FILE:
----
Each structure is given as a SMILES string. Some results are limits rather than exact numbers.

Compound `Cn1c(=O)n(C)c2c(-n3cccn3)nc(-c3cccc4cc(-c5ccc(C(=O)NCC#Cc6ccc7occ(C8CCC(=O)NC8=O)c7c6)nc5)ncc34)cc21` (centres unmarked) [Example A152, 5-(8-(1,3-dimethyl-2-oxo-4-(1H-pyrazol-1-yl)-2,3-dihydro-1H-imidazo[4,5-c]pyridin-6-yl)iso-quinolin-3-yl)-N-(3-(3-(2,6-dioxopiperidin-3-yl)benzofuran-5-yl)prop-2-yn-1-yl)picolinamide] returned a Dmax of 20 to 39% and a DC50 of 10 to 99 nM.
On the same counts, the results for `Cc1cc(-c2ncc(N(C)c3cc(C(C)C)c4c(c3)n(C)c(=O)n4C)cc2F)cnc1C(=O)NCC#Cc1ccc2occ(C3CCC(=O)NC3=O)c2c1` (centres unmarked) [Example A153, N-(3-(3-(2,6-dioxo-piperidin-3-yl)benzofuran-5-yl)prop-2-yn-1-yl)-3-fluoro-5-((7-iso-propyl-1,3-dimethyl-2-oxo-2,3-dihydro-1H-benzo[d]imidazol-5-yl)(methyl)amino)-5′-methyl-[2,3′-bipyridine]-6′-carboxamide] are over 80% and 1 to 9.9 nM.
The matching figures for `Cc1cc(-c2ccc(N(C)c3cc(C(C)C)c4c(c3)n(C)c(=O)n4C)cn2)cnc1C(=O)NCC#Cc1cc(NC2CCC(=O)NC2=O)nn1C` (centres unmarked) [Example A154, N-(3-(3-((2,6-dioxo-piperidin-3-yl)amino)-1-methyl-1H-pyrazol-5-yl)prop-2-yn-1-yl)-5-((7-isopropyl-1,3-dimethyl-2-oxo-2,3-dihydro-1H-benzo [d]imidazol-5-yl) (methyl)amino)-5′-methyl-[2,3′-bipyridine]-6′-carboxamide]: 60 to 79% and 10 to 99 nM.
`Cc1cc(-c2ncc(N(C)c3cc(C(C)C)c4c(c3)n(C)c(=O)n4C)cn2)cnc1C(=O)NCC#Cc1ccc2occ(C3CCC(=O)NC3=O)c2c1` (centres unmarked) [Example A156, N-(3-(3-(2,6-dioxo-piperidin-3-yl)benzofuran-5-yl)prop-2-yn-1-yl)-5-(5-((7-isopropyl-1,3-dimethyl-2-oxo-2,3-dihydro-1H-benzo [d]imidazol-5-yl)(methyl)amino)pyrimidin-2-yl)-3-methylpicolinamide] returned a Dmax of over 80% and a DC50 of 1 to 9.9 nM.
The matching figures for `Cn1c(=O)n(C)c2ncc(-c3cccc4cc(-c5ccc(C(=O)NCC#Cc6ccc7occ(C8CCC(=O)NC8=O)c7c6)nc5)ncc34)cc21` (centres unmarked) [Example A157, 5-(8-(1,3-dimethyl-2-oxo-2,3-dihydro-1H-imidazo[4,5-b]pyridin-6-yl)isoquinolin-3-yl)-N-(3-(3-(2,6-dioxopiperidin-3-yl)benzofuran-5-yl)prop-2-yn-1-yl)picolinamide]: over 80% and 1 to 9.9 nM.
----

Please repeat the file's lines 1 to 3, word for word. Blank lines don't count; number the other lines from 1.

Each structure is given as a SMILES string. Some results are limits rather than exact numbers.

Compound `Cn1c(=O)n(C)c2c(-n3cccn3)nc(-c3cccc4cc(-c5ccc(C(=O)NCC#Cc6ccc7occ(C8CCC(=O)NC8=O)c7c6)nc5)ncc34)cc21` (centres unmarked) [Example A152, 5-(8-(1,3-dimethyl-2-oxo-4-(1H-pyrazol-1-yl)-2,3-dihydro-1H-imidazo[4,5-c]pyridin-6-yl)iso-quinolin-3-yl)-N-(3-(3-(2,6-dioxopiperidin-3-yl)benzofuran-5-yl)prop-2-yn-1-yl)picolinamide] returned a Dmax of 20 to 39% and a DC50 of 10 to 99 nM.
On the same counts, the results for `Cc1cc(-c2ncc(N(C)c3cc(C(C)C)c4c(c3)n(C)c(=O)n4C)cc2F)cnc1C(=O)NCC#Cc1ccc2occ(C3CCC(=O)NC3=O)c2c1` (centres unmarked) [Example A153, N-(3-(3-(2,6-dioxo-piperidin-3-yl)benzofuran-5-yl)prop-2-yn-1-yl)-3-fluoro-5-((7-iso-propyl-1,3-dimethyl-2-oxo-2,3-dihydro-1H-benzo[d]imidazol-5-yl)(methyl)amino)-5′-methyl-[2,3′-bipyridine]-6′-carboxamide] are over 80% and 1 to 9.9 nM.